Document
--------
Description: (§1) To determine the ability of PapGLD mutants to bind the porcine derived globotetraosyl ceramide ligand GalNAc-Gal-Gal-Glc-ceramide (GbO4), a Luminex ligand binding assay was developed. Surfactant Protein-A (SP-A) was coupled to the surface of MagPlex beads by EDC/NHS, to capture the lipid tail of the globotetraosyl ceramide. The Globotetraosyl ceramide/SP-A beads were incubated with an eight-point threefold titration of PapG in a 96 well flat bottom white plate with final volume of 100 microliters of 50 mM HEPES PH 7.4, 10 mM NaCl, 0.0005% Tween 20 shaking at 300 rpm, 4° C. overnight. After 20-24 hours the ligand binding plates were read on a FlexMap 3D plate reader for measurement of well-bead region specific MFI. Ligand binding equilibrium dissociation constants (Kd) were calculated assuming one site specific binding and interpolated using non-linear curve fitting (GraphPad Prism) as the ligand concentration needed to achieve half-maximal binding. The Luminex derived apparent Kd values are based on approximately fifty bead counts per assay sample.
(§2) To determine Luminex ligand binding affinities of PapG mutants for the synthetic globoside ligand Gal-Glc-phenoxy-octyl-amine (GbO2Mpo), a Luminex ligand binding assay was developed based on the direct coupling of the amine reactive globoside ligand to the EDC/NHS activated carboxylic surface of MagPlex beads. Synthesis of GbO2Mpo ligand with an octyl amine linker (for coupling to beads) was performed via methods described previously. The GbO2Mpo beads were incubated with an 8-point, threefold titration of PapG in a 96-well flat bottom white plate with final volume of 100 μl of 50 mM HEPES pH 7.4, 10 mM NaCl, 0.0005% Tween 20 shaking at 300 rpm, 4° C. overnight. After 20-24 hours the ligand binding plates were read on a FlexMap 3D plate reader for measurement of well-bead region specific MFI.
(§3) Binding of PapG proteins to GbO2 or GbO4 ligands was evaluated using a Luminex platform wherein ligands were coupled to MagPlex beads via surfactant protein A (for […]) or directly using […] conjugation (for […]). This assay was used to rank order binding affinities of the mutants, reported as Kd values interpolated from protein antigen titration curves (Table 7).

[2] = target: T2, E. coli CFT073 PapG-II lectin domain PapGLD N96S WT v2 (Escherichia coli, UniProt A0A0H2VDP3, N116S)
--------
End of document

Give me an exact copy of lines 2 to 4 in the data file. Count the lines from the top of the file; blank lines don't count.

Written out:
(§2) To determine Luminex ligand binding affinities of PapG mutants for the synthetic globoside ligand Gal-Glc-phenoxy-octyl-amine (GbO2Mpo), a Luminex ligand binding assay was developed based on the direct coupling of the amine reactive globoside ligand to the EDC/NHS activated carboxylic surface of MagPlex beads. Synthesis of GbO2Mpo ligand with an octyl amine linker (for coupling to beads) was performed via methods described previously. The GbO2Mpo beads were incubated with an 8-point, threefold titration of PapG in a 96-well flat bottom white plate with final volume of 100 μl of 50 mM HEPES pH 7.4, 10 mM NaCl, 0.0005% Tween 20 shaking at 300 rpm, 4° C. overnight. After 20-24 hours the ligand binding plates were read on a FlexMap 3D plate reader for measurement of well-bead region specific MFI.
(§3) Binding of PapG proteins to GbO2 or GbO4 ligands was evaluated using a Luminex platform wherein ligands were coupled to MagPlex beads via surfactant protein A (for […]) or directly using […] conjugation (for […]). This assay was used to rank order binding affinities of the mutants, reported as Kd values interpolated from protein antigen titration curves (Table 7).

[2] = target: T2, E. coli CFT073 PapG-II lectin domain PapGLD N96S WT v2 (Escherichia coli, UniProt A0A0H2VDP3, N116S)